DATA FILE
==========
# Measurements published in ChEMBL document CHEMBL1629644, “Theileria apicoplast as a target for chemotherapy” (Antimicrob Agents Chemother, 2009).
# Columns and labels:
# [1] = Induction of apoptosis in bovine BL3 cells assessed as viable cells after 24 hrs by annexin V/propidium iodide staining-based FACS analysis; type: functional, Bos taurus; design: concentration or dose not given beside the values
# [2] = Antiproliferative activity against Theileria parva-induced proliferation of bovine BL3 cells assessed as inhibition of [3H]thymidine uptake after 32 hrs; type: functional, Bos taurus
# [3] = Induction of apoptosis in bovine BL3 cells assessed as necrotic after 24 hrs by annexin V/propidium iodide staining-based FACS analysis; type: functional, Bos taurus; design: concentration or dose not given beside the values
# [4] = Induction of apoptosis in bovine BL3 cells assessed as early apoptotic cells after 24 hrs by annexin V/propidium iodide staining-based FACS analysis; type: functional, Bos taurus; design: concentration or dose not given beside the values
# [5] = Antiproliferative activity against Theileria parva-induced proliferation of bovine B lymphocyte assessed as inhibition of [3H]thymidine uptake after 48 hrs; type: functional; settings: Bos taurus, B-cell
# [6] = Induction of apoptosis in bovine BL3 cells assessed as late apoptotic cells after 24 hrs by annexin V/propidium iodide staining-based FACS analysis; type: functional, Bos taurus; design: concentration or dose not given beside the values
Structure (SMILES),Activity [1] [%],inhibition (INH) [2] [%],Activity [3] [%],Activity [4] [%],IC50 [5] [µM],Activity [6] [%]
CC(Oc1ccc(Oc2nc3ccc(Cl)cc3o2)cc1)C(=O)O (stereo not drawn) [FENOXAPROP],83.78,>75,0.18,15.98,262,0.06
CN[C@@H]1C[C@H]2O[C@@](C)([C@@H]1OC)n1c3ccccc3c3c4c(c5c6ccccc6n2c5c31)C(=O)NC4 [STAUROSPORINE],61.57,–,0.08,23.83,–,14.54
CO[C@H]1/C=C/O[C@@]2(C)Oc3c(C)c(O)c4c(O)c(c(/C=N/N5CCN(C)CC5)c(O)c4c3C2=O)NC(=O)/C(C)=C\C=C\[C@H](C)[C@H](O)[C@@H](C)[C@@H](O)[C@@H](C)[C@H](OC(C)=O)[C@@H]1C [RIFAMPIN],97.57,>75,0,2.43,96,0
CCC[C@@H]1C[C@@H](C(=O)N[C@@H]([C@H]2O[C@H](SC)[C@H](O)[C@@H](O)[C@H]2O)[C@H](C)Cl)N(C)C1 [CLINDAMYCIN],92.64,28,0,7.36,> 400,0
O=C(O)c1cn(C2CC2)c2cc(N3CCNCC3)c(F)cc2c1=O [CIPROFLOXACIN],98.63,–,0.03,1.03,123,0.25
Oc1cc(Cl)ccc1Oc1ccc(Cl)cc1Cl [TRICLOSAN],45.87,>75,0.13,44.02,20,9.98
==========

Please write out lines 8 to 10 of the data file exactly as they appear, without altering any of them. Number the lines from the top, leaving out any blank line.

# [6] = Induction of apoptosis in bovine BL3 cells assessed as late apoptotic cells after 24 hrs by annexin V/propidium iodide staining-based FACS analysis; type: functional, Bos taurus; design: concentration or dose not given beside the values
Structure (SMILES),Activity [1] [%],inhibition (INH) [2] [%],Activity [3] [%],Activity [4] [%],IC50 [5] [µM],Activity [6] [%]
CC(Oc1ccc(Oc2nc3ccc(Cl)cc3o2)cc1)C(=O)O (stereo not drawn) [FENOXAPROP],83.78,>75,0.18,15.98,262,0.06